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Interim Interventions

We are halfway through the Countdown, and what an apt time to talk about interim proceedings under the new amalgamated Court and effective from next Wednesday (1 September).

It is not unusual for a dispute between separated parents and/or parties to need some interim determination or intervention from the Court.  This is often in the form of a need for parenting arrangements to be put in place pending any final hearing, or to injunct or somehow prevent any dealing with property on an interim basis and prior to the entitlement to that property is finally determined.  Emotions are often most heightened immediately after separation, and there is a natural correlation between issues in dispute, requiring interim intervention, and high emotion in my experience!

So what’s the go on an interim basis? At the point of filing your application,  a triage style team at the Court will determine whether certain urgency should be afforded to a matter simply under its subject matter and any request no doubt filed with the application.  So, urgency could be reflected in the manner in which the matter is listed, be it in days, weeks or months after the filing date.

When the matter does come on for the first return date, there is a provision in the Rules for the potential referral of the matter, if judicial resources allow, to interim hearing on the same day.  In the ordinary course though it may be that insufficient evidence and clarity is afforded to the Court on the first return date.  In most cases, directions would need to be made for the preparation of certain evidence, including potentially a child impact report by a child psychologist within the Court to determine objectively what might be best for a child on an interim basis.  That report is prepared and the matter then returns for a formal interim hearing.  If there is no need for the preparation of any further evidence, then presumably an interim hearing can either proceed on the day or shortly thereafter, with the interim date being allocated at the first return date.

The Senior Judicial Registrars recently appointed to the Court will deal primarily with matters of an interim nature, allowing Judges to focus upon the determination of matters on a final basis largely (and on an interim basis where the Registrars do not have the powers).  The Central Practice Direction clearly states that, where practicable and in circumstances where it does not cause undue delay, an interim hearing will be listed for a date after receipt of any expert reports, subpoenaed documents, and responses from child protection agencies, which are likely to assist with the determination of the interlocutory or interim issues in dispute.  The Practice Direction imposes upon the Applicant or, if applicable, the Applicant’s lawyer, an obligation to ensure that all expert reports are before the Court and served no later than seven days prior to the hearing.  There is further provision for the preparation of a Case Outline style document at least two business days prior to the interim hearing wherein the Associate to the Judge is afforded a copy of a Minute which sets out the precise terms of the Orders sought at the hearing and a further Case Outline document in the approved form which sets out the parties’ major contentions in relation to the issues to be disputed and the documents to be relied upon at the hearing, presumably to allow the relevant judicial officer to read documentation prior to the date of hearing.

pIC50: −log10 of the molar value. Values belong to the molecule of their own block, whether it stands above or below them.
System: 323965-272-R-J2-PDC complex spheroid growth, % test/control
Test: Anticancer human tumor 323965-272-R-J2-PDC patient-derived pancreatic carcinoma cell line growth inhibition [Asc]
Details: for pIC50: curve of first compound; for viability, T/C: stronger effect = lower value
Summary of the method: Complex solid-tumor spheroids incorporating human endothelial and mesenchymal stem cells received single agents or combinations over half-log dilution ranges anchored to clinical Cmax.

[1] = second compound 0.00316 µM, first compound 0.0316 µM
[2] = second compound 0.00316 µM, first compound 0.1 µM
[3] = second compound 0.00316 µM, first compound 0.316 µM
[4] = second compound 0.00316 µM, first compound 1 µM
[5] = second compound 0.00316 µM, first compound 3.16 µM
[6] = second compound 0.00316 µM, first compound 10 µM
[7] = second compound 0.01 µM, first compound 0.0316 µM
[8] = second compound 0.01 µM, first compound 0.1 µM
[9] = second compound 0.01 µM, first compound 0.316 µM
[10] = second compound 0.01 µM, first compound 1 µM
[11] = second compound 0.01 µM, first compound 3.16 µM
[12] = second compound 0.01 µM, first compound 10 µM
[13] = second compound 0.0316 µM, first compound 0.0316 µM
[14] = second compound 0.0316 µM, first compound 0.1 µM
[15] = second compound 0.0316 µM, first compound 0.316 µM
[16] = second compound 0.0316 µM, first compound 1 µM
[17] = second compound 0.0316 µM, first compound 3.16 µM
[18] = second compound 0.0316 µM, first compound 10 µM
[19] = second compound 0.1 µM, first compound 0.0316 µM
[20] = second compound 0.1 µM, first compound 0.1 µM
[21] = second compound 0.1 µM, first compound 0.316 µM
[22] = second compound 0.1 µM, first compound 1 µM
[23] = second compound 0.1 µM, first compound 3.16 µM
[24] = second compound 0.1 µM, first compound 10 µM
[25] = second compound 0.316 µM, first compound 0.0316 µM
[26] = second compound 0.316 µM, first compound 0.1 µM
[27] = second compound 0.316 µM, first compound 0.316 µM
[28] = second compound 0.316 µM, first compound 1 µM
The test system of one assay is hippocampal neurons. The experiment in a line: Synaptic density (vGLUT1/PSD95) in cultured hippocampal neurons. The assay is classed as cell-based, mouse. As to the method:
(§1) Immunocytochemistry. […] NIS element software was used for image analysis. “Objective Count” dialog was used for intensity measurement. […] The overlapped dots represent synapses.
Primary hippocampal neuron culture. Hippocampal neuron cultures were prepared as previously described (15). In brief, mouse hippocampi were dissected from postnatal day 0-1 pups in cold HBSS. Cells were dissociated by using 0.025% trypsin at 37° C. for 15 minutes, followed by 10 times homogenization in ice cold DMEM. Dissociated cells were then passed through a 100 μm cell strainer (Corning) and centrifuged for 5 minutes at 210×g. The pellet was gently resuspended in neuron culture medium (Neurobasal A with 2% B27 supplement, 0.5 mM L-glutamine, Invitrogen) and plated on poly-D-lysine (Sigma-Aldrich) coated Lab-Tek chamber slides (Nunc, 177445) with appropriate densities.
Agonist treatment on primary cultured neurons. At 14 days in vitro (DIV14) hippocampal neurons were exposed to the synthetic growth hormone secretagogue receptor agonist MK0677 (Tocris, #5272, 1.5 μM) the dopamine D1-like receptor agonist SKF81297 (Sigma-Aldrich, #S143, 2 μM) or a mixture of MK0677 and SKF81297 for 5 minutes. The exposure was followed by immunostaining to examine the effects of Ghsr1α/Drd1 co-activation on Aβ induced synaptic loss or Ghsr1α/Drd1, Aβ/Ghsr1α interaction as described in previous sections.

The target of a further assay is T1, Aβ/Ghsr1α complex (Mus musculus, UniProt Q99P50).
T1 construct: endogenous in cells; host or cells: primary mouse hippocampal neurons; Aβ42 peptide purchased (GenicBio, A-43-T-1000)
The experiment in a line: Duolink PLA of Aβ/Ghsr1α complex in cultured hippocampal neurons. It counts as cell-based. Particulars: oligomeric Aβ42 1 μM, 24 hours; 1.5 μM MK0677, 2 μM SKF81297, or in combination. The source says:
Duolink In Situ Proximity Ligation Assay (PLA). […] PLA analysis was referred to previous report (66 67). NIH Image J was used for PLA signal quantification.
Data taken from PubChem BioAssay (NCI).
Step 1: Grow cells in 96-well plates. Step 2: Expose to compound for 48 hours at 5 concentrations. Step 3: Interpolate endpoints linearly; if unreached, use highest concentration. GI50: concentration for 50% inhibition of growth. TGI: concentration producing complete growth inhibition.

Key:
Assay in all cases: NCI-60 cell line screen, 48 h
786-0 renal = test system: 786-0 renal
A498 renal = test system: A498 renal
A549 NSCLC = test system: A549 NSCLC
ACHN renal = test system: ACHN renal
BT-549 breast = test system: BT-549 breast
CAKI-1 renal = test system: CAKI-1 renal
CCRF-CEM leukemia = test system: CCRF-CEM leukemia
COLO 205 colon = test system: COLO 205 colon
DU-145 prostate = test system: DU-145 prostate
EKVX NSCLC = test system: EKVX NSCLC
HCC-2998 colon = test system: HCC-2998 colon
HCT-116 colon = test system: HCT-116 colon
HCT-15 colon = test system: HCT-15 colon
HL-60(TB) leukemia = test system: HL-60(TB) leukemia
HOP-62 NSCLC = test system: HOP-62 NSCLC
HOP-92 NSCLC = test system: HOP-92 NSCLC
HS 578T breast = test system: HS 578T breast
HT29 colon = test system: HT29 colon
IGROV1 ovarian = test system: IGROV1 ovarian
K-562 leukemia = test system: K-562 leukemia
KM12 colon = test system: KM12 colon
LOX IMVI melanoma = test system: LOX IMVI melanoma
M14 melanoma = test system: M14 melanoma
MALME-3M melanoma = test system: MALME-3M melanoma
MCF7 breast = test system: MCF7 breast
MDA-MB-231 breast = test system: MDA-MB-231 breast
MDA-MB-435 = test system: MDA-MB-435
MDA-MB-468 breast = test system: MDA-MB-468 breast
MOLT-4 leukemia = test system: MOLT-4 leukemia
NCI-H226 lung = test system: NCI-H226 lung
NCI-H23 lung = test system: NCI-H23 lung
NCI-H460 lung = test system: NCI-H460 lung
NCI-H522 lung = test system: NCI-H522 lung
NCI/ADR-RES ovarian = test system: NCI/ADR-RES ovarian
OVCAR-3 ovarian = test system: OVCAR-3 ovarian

Interestingly, paragraph 5.19 of the Central Practice Direction places an obligation upon the parties and their lawyers to ensure that all interlocutory applications must be ready to proceed on the date of the hearing.  It goes on to state, “[i]t should not be assumed that adjournment applications made on the day of the hearing will be granted or that multiple interim hearing dates will be provided”.  Again, there is a reference to cost consequences flowing from any attendance for interim hearing in the absence of proper preparation and readiness to proceed.

After proceedings have been commenced, and unless there is a relevant exemption arising, parties are restricted by the Central Practice Direction from filing an application in the proceedings seeking interim Orders without first complying with the requirement in the Rules to make a reasonable and genuine attempt to settle the issues in dispute.

Other than in urgent circumstances related to the issue of high risk, parties are limited to filing a maximum of two interim applications without the leave of the Court.  A leave application can be determined by a Judicial Registrar in chambers.  Whilst an application made by an Independent Children’s Lawyer doesn’t require leave, there are ongoing restrictions in relation to the lengths of Affidavits filed in support of interim applications and each party may rely upon one Affidavit sworn by themselves and one of each witness provided the evidence is relevant and cannot be given by a party to the proceedings.

Again, to ensure procedural fairness and presumably aid the Court’s preparation, parties may not rely upon Affidavits filed later than two business days prior to the hearing without the leave of the Court.

This concrete approach to the case management of interim issues offers a great opportunity to manage a client’s expectations, ensure that if Counsel is briefed the cost is not wasted on a mention proceeding instead of a hearing and have some clarity and certainty early on for the family unit (avoiding the further damage done by any delay where there is an impasse and tug of war situation).

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